Most executives have business, management, or accounting degrees. What they don't have are design degrees. It isn't often that a designer, even a top executive in design, is chosen to run a company. After going bankrupt, General Motors felt some drastic changes needed to be made.

Bob Lutz said that General Motors will be design-driven going forward. I guess he wasn't kidding. With the cars number one selling point being the look, this past summer, the vice president of G.M. North America Design, Bryan Nesbitt was named the General Manager of GM's best brand, Cadillac. Not only is Nesbitt a designer without a business degree but now one of the youngest managers of any car company.

Nesbitt is an award-winning automobile designer known mostly for his 1999 Chrysler PT Cruiser and his most recent European Opel Insignia (seen above).

Most designers, even those with degrees, are still often times considered to be button(pencil) pushers and not much more. Business is often run by the business, sales, or marketing team with little focus or appreciation for the innovation that goes into design. Design and consumer experience, however, has never been more important to both the consumer and the companies that make the products. For most companies a designer to executive scenario is still very unlikely but what does the 22% increase in sales from a year ago and new models mean for Cadillac? Is it just a recovery of the economy or is Cadillac on to something?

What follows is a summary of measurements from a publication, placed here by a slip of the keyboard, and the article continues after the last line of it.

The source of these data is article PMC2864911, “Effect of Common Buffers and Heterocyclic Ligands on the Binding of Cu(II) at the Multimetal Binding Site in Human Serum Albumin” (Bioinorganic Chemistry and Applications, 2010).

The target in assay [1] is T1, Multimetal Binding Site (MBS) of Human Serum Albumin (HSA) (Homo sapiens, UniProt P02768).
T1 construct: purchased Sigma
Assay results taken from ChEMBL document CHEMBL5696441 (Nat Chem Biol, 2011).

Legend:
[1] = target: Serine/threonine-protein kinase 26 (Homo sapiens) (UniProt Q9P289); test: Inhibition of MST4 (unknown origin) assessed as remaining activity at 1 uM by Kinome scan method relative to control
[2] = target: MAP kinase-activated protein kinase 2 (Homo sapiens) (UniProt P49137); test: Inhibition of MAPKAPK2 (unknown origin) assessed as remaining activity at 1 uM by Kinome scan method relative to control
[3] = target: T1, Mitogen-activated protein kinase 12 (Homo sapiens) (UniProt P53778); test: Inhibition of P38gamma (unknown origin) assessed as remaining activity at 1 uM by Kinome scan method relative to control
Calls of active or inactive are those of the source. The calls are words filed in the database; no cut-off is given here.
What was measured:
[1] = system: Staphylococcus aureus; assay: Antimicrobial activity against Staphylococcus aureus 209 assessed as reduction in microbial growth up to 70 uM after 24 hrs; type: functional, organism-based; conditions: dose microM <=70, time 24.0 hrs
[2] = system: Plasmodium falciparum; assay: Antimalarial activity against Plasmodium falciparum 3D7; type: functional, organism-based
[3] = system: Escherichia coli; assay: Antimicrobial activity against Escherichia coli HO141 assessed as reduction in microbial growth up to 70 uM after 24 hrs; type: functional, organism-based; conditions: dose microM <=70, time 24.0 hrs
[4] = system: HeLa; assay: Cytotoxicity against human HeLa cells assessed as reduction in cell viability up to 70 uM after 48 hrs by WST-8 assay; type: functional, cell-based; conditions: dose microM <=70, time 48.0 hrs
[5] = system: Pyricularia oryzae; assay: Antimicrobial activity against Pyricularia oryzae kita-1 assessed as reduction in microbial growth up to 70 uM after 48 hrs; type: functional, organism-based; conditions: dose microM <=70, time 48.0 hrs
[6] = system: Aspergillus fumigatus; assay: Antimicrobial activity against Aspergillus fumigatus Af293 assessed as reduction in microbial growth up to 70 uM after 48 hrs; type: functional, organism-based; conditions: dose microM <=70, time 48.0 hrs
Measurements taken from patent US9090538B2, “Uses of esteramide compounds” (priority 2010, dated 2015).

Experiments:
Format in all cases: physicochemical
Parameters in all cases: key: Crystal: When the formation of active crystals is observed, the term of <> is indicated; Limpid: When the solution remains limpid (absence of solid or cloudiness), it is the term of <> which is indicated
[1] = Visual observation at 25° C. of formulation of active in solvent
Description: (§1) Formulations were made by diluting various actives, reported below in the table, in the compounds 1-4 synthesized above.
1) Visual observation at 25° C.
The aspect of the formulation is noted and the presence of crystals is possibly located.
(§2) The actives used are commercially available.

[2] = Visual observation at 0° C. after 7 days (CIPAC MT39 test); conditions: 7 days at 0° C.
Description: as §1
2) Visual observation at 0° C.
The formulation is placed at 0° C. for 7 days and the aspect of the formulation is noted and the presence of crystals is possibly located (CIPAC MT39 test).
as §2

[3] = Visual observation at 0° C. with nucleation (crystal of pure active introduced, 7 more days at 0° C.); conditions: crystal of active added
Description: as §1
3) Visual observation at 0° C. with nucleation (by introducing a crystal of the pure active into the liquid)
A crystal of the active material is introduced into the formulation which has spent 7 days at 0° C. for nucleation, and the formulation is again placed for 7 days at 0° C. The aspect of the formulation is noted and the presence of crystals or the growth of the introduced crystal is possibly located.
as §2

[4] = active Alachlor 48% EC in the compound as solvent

Today, a designer means more than just knowing how to draw on a computer, it means business knowledge, user research, marketing approach mixed with a little creativity. As a designer, I think quality products with great design increases sales but what does a designer to manager mean? What does this mean for other companies that desire to be more "design-driven" and what does it mean for future designers?

Bryan Nesbitt, showing off the new Cadillac CTS Coupe:

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Arthur CherryComment